Decision-making models in the workplace: pros and cons | SMD (2023)

The mark of any good manager is being able to make the right decision at the right time, even when circumstances aren't exactly ideal. Regardless of sector and industry, it is an important element of any managerial role, which has the potential to impact employees and the direction a company can take in the future.

Big or small, decisions have the power to change things at the micro and macro levels. Whether it's snacks served at a meeting or a change in company culture, management has a lot to weigh when a crisis hits.

The good news is that there are many different decision-making models that managers can employ when needed. Here, we'll explore some of the most prevalent theories, including their pros and cons, to see which approach might be right for your management style.

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The importance of decision making in companies

How to improve decision-making in companies

The different decision-making models

Examples of Effective Decision Making in the Workplace

Biases and errors in decision making.

Business intelligence and decision making

The importance of decision making in companies

Decision making seems like a relatively simple idea. After all, everyone has to do them at various times in their lives. But many managers are often unaware of the importance of the process.

Decision-making models in the workplace: pros and cons | SMD (1)

In a business context, a formal process allows companies to make more informed and thoughtful decisions that trigger specific actions. It also offers a number of benefits, which help to support the importance of decision making in business. These benefits include:

Better time and money management: A coach who takes too long to decide can cause a domino effect on his team. When they are kept in the dark about a decision, it takes longer for them to gain the mindset needed to act on that decision. On the other hand, quick decisions lead much more to more efficient teams, and the more efficient a team is, the more time and money can be saved in the long run.

Safer and more engaged employees: When employees know that decisions are made with logic, reason and their best interests in mind, they are more likely to commit to the goals your organization is working towards. An indecisive leader, on the other hand, may be faced with a lack of confidence, less trained staff and dips in motivation.

more effective delegation: Every good leader delegates. And when you think about it, the act of delegating is decision making in action. Through proper decision making, you will be able todelegate more effectivelyand let your team know what needs to be done and when with greater confidence.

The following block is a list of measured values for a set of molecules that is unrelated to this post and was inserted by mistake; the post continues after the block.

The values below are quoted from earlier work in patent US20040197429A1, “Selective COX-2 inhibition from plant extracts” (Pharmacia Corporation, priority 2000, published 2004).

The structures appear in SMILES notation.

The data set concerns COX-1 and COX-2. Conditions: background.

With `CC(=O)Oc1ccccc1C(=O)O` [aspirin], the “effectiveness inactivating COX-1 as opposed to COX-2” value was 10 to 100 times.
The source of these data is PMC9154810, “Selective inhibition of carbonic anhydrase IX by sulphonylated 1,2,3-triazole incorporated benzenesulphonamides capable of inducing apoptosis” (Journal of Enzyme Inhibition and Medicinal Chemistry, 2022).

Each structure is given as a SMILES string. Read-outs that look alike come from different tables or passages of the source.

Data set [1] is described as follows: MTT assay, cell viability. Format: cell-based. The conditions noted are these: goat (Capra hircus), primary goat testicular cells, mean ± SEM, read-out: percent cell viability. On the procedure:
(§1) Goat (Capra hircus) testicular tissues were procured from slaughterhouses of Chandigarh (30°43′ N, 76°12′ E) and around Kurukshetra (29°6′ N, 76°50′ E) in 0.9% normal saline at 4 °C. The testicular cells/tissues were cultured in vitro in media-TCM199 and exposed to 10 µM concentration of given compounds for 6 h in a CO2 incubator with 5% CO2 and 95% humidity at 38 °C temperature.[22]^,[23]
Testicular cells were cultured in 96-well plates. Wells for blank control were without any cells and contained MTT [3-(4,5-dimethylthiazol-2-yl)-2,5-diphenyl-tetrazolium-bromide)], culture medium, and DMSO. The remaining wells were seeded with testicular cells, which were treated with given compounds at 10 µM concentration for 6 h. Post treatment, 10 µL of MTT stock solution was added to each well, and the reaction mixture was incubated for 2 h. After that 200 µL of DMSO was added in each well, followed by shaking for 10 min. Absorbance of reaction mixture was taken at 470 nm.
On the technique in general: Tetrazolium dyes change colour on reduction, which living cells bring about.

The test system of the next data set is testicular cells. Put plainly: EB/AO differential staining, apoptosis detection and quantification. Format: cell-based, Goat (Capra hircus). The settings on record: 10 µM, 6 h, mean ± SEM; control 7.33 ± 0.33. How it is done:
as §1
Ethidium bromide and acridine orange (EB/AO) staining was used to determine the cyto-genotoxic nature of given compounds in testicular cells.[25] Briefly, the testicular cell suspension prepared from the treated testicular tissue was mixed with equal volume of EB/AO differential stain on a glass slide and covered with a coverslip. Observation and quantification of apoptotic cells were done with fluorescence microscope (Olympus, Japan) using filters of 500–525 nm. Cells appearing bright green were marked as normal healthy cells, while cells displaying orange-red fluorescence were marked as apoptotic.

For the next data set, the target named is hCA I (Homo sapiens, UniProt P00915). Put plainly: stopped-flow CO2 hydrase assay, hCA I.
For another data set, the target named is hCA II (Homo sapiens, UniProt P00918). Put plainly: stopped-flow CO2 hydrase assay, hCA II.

less mistakes: When you are more decisive as a leader, set a clear path your team can follow. When they are clear about what needs to be done, correcting mistakes becomes much easier. However, muddled direction and a lack of confidence in their own decisions can leave your team unsure of what they should be doing, and this is where mistakes can start to slip through.

Decision-making models in the workplace: pros and cons | SMD (2)

How to improve decision-making in companies

It's no secret that decision-making can take up a good chunk of your day. And when the hours and minutes are against you, you can make hasty and hasty decisions, especially if you have to make several over the course of a single day.

This is decision fatigue in action. The mental fog that can build up often means impulsive actions rather than informed, thoughtful decisions. To avoid this, try these effective strategies to improve your decision making.

Make fewer decisions:The cumulative effect decisions have on us can be exhausting. Try to minimize this fatigue by reducing the number of decisions you have to make throughout the day. Rationalizing our choices leaves us with more mental energy to invest in bigger, more important choices.

Delegate decisions to others:We can reduce the number of decisions to be made by delegating them to employees in the same way that we can delegate tasks to them. Asking others to take charge of the decisions not only frees you up, but also allows employees to feel empowered and engaged in their work.

Make decisions in the morning:In the afternoon, that post-lunch feeling can leave us tired and sluggish. At night, risky and rash decisions are more likely to be taken. The morning, however, can lead to precise and well-thought-out decisions. If you have an important decision that requires your full attention, try to make it in the morning.

Give yourself deadlines:Over the course of a project, there are likely to be a few last-minute decisions that don't get the attention they deserve. To combat this, try creating mini deadlines. This allows you to act sooner than you normally would, replacing impulsive, last-minute decisions with smart, well-informed choices long before the end of the project is in sight.